The collaborators share what Liederbach describes as a "passion-slash-obsession for materials," and just about every element in the apartment, down to the door levers and hinges, is a bespoke creation. For the blue-lacquered kitchen, Gambrel took inspiration from 19th-century French designs, anchoring the space around a custom-made island with metal cabinetry that nods to an industrial range. The primary dressing room's verre églomisé panels were hand-painted by New York artist Miriam Ellner with a vibrant Moroccan motif based on an antique textile. And the marble for baths and fireplaces wasn't selected in a stone showroom but rather handpicked by Gambrel and Liederbach at an Italian quarry.

"The clients had such a definitive direction.  ‘Keep the colors vibrant and clear. Keep the patterns strong’ "

"We lived the dream," says Gambrel, recalling their field trip to Carrara. "We stayed in an old hotel, drank wine with the [marble-cutting] team, and then went inside this mountain where they marked off the blocks we wanted right on the mountain wall." Their haul included expanses of Breccia Capraia marble, strikingly veined in painterly swirls of gray, which clads the primary bath.

Living room walls finished in vivid Venetian plaster serve as a backdrop for a large painting by Joe Overstreet inside Chicago's Art Deco Palmolive Building. Designer Steven Gambrel, who collaborated with Liederbach & Graham Architects on the project, installed midcentury Swedish brass theater chandeliers above a seating area with a custom sofa, vintage Dominique-style armchairs, and a 1970s cocktail table by Philip and Kelvin LaVerne on one side and a pair of Roman Thomas chairs flanking a T. H. Robsjohn-Gibbings stool opposite. Photo: Eric Piasecki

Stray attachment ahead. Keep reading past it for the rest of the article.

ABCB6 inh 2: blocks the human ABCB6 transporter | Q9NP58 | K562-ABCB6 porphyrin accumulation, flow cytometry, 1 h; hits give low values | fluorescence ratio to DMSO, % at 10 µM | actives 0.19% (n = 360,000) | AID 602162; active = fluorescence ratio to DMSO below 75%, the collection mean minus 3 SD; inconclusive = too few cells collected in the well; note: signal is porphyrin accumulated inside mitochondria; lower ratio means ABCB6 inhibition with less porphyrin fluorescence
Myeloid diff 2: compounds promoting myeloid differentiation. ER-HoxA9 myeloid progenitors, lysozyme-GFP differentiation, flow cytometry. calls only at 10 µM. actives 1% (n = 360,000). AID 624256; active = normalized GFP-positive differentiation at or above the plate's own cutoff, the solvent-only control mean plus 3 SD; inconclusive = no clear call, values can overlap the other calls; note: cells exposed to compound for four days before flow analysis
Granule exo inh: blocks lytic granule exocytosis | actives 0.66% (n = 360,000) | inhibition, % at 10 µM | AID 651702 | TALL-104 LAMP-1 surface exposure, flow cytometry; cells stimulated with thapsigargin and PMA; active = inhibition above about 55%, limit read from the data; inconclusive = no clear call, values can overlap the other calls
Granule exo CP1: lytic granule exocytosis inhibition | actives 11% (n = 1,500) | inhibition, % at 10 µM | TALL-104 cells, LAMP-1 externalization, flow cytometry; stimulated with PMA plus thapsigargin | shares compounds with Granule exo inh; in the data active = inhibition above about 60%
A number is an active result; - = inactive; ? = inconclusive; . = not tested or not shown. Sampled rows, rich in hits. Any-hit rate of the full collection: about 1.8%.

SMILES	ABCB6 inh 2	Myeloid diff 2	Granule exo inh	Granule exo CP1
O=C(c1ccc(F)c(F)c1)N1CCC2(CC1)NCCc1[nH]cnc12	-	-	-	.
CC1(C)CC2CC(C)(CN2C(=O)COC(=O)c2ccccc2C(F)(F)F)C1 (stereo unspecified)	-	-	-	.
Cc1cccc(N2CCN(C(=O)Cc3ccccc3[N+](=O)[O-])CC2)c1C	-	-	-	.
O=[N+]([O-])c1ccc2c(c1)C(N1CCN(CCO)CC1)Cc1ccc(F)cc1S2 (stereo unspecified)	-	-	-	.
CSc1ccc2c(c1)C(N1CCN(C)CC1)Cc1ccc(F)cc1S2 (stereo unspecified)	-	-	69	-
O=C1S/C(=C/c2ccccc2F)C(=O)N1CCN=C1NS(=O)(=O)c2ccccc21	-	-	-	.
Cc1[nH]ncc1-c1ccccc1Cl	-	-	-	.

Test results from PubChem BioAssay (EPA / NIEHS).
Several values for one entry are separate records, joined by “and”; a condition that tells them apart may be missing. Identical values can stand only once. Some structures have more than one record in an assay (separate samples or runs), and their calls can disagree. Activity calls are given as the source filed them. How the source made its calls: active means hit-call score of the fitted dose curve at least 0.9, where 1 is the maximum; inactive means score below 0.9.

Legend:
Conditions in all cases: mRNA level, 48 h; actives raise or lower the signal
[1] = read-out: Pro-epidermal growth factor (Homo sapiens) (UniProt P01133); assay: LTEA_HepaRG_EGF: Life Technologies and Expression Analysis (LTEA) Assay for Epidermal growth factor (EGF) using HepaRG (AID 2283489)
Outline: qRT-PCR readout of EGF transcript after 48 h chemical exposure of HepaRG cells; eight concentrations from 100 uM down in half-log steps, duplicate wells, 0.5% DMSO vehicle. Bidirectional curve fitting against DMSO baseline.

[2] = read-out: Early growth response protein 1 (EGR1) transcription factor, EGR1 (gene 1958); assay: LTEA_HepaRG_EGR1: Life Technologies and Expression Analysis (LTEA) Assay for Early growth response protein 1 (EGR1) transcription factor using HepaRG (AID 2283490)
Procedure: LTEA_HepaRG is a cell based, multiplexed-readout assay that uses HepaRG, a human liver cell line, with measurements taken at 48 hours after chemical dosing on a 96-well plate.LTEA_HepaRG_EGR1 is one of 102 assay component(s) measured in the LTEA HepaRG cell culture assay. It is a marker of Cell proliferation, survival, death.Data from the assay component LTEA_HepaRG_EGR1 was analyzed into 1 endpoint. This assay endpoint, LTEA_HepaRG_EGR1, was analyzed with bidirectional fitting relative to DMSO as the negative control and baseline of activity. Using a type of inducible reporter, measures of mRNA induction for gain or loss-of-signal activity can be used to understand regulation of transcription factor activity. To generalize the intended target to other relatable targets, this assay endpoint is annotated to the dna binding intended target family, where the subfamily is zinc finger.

The approach to the apartment's color scheme was just as zealously undertaken. The owners wanted to go bold, and Gambrel delivered. The jewel tone living room is a magic carpet ride to Rajasthan, India, or Marrakech, with Venetian plaster walls in acid yellow, shimmering velvet upholstery in teal and rose, citrine and raspberry. The walls of the butler's pantry are painted a high-gloss fiery red under a tangerine ceiling. A daughter's bedroom is a paradise of purple and pale blue.

Throughout the apartment, furnishings custom designed by Gambrel mingle in eye-catching combinations with distinctive vintage cabinets, tables, and lighting, including pieces by Paul Evans, Philip and Kelvin LaVerne, and Aldo Tura. The couple's art collection, meanwhile, which spans everything from landscapes to still lifes to abstract paintings, creates surprises of its own. One of the best examples can be found in the living room, where a tranquil 19th-century painting of birds is paired with an engrossing abstract work by the late African American artist Joe Overstreet that appears to erupt from the golden walls. "It's like oil and vinegar," Gambrel explains of the incongruous yet mellifluous matching of old and new, serene and explosive.

"The clients had such a definitive direction that it was easy to just listen," he says of the project, which wrapped up in late 2021. " ‘Keep the colors vibrant and clear. Keep the patterns strong. Get us through winter.’ " Check, check, check.

A version of this article first appeared in print in our 2023 Spring Issue under the headline "Perfect Punch." Subscribe to the magazine.